Bentil (dicyclomine) is a drug known as an anticholinergic . It is also an antispasmodic that prevents spasms of the muscles of the intestines and bladder by causing these muscles to relax. In addition, this drug also reduces the amount of acid that is produced in the stomach.
Bentil can be prescribed to treat conditions such as irritable bowel syndrome (IBS) , diverticulosis , colic, and bladder spasms. Under the supervision of a doctor, Bentyl can be used safely for a long time.
Talk to your doctor about all the medications, supplements, and vitamins that you are currently taking. While some medications pose a lower risk of interaction, others may directly contraindicate their use or cause careful consideration of whether the benefits of treatment outweigh the disadvantages in your case.
Precautions and contraindications.
Tell your doctor if any of the following conditions are present or have been diagnosed in the past:
- Chronic heart failure
- Difficulty urinating
- Hypertension (high blood pressure)
- Myasthenia gravis
- Enlarged prostate (BPH)
- Severe ulcerative colitis when stopping bowel movements
The FDA has classified Bentyl as a type B pregnancy drug. The effect that Bentil has on the fetus has not been widely studied. Bentil should be used during pregnancy only if absolutely necessary. Tell your healthcare provider if you become pregnant while taking Bentyl.
Bentil should not be taken by people who are breastfeeding because Bentil passes into breast milk and may affect the nursing baby.
Children younger than 6 months of age can experience serious side effects with this drug. Bentil can also suppress breast milk production in breastfeeding people.
Bentil comes as a capsule, tablet, oral solution, and intramuscular injection. It is usually taken four times a day. The injection is used only temporarily, for a day or two .
For best results, Bentyl should be taken 30 minutes to 1 hour before meals. Bentyl is not known to interact with any products.
Bentil should not be taken at the same time as antacids such as Tooms, Rolaids, Gaviscon, Maalox, and Milanta, as they can reduce the effectiveness of Bentil.
Your healthcare professional will determine the required dose of Bentyl. Take this medicine exactly as it was prescribed for you. In some cases, the starting dose can be 10-20 milligrams (mg) up to four times a day.
If you miss a dose, take it as soon as you remember. If the next dose is to be taken soon, just take that dose. Do not take more than one half dose at a time.
Bentyl side effects
Serious side effects of Bentyl include mental changes such as confusion, short-term memory loss, hallucinations, or agitation. In most cases, these side effects resolve within 12 to 24 hours after the patient stops taking Bentil.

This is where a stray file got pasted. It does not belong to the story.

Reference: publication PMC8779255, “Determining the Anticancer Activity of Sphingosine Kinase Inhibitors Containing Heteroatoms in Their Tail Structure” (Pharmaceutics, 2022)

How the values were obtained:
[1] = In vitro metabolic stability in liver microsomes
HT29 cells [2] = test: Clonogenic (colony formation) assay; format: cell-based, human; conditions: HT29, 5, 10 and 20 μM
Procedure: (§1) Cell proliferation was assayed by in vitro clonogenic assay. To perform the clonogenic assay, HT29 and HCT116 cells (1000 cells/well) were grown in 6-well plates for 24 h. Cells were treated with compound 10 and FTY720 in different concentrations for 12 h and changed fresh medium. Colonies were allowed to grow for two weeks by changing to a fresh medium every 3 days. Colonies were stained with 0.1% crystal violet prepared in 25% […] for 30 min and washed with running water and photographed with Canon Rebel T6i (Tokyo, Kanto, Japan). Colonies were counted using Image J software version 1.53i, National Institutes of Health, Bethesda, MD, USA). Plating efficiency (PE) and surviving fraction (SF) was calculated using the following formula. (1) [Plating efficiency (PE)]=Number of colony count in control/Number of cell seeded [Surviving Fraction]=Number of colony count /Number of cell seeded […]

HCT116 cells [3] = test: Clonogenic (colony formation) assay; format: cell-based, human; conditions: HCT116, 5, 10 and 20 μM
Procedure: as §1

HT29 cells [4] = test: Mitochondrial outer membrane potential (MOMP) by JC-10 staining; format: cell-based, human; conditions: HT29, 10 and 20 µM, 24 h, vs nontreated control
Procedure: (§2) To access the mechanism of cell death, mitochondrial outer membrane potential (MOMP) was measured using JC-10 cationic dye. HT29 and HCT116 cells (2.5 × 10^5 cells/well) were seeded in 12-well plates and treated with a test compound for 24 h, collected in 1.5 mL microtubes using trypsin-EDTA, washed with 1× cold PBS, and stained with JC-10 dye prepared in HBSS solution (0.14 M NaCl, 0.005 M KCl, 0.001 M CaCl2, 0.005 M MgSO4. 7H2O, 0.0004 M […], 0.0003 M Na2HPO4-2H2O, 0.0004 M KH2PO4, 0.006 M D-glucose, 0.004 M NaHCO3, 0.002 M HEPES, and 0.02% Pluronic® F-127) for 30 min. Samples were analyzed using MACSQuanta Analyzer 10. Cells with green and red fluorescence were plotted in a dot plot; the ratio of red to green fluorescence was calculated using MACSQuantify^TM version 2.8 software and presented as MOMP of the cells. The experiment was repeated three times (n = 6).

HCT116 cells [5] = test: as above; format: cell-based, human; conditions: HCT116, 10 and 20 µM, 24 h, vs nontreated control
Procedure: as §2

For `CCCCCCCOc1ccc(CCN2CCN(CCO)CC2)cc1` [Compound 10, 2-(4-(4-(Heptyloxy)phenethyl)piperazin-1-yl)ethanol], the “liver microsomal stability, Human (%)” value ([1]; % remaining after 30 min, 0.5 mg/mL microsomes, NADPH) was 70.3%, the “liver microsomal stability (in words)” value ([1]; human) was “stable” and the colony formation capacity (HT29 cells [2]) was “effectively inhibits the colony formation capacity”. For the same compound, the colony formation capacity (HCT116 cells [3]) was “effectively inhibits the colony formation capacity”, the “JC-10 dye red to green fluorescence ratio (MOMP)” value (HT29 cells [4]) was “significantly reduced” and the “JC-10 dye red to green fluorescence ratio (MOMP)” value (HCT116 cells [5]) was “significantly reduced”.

Some of the more common side effects include dry mouth, drowsiness, and dizziness. Bentil can also cause decreased sweating (which can contribute to heat stroke). Bentil causes impotence in some men who take it .
It is important to drink enough water while taking Bentyl, especially in hot weather or during exercise.
Bentil can cause constipation and patients should consume enough fiber and drink enough water to counteract this effect .
Warnings and interactions
Bentyl can interact with certain other medications. Tell your doctor if any of these medications are also prescribed for you:
- Symmetrel (amantadine)
- Antidepressants (Haldol, Elavil)
- Antihistamines (Benadryl)
- Heart rate regulators (Pronestil, quinidine)
- Tagamet (cimetidine)
- Lanoxin (digoxin)
- Raglan (metoclopramide)
- Monoamine oxidase (MAO) inhibitors (nardil, parnat)
- Sedatives (Ambien, Dalman, Restoril)
- Thiazide diuretics (diazide, hydrochlorothiazide)
Alcoholic beverages should be avoided in people taking Bentyl, as the two together can have an increased sedative effect. Try to avoid drinking alcohol from unexpected sources, such as over-the-counter cough suppressants or cold remedies (such as Nyquil).
Frequently asked questions
Dicyclomine is the generic name for Bentyl.
Bentyl should be taken 30 minutes to an hour before meals to take effect before eating. However, always follow the instructions of your GP.
It is very rare for people who take Bentil to become addicted, but some studies have shown that people can become physically addicted. In one case, an 18-year-old woman had been taking dicyclomine for a year and a half without the knowledge of her doctor; Thanks to rehabilitation, he was able to stop taking the drug.